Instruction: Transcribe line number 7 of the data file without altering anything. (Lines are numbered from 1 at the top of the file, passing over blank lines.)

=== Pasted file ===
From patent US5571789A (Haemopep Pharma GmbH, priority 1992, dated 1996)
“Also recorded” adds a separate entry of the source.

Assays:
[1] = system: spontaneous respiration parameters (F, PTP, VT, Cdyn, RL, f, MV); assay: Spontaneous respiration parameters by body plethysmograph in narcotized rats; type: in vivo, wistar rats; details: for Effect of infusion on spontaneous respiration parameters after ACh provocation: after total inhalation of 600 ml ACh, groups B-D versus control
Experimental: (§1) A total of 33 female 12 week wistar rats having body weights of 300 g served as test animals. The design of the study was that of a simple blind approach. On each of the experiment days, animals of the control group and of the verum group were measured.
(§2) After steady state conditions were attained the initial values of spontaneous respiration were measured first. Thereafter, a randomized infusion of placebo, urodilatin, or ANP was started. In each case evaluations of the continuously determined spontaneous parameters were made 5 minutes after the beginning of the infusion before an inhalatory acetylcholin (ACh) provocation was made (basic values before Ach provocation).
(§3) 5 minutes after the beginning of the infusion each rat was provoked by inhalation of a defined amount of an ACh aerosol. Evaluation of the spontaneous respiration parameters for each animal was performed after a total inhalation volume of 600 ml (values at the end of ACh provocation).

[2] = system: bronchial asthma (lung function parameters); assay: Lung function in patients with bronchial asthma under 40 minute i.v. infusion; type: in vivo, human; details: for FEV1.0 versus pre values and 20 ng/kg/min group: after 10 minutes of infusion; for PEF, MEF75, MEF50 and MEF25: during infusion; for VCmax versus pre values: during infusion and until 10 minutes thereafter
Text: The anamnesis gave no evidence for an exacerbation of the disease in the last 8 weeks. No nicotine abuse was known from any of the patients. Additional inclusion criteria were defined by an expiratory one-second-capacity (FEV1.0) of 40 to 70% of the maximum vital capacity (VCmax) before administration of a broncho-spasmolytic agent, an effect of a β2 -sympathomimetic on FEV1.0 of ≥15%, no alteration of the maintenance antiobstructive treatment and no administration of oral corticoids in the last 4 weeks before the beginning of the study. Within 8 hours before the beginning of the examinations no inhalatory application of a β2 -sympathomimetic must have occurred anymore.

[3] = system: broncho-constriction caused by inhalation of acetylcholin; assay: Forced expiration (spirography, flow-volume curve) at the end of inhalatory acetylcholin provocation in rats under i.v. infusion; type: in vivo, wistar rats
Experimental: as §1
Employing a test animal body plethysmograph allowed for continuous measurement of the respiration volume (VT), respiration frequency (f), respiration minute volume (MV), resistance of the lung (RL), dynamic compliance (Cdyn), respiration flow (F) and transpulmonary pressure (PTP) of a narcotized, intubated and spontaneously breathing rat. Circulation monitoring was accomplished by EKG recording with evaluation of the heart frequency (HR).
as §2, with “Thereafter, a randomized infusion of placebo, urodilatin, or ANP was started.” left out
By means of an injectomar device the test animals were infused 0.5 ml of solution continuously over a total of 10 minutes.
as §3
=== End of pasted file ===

(§3) 5 minutes after the beginning of the infusion each rat was provoked by inhalation of a defined amount of an ACh aerosol. Evaluation of the spontaneous respiration parameters for each animal was performed after a total inhalation volume of 600 ml (values at the end of ACh provocation).